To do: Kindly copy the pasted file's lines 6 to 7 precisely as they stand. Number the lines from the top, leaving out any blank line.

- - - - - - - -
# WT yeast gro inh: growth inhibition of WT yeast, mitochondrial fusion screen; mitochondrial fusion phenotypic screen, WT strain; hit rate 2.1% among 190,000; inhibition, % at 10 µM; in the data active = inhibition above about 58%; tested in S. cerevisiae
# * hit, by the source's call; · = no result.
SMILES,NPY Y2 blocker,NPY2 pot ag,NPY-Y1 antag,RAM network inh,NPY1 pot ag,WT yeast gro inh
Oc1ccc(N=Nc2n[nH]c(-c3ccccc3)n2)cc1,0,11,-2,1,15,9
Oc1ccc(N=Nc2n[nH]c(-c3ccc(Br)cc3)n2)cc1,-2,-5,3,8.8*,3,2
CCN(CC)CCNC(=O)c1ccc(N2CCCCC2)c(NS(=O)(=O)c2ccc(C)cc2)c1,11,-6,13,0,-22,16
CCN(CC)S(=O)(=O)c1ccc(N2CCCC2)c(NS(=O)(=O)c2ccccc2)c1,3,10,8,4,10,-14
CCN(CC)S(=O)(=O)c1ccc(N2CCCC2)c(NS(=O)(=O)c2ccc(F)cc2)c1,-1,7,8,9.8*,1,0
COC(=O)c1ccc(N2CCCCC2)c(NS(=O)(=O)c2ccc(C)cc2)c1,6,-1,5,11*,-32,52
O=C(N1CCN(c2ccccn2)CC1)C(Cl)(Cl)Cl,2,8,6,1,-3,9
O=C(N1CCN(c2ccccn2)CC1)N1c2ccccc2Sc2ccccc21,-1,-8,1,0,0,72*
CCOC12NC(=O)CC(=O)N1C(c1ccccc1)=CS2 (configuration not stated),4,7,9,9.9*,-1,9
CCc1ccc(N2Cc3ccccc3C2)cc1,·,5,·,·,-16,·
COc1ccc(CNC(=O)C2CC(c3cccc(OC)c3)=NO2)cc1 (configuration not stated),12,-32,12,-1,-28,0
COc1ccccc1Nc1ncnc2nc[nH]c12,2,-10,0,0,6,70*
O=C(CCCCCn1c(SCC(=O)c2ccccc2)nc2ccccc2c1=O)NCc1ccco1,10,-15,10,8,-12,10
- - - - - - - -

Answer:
CCN(CC)CCNC(=O)c1ccc(N2CCCCC2)c(NS(=O)(=O)c2ccc(C)cc2)c1,11,-6,13,0,-22,16
CCN(CC)S(=O)(=O)c1ccc(N2CCCC2)c(NS(=O)(=O)c2ccccc2)c1,3,10,8,4,10,-14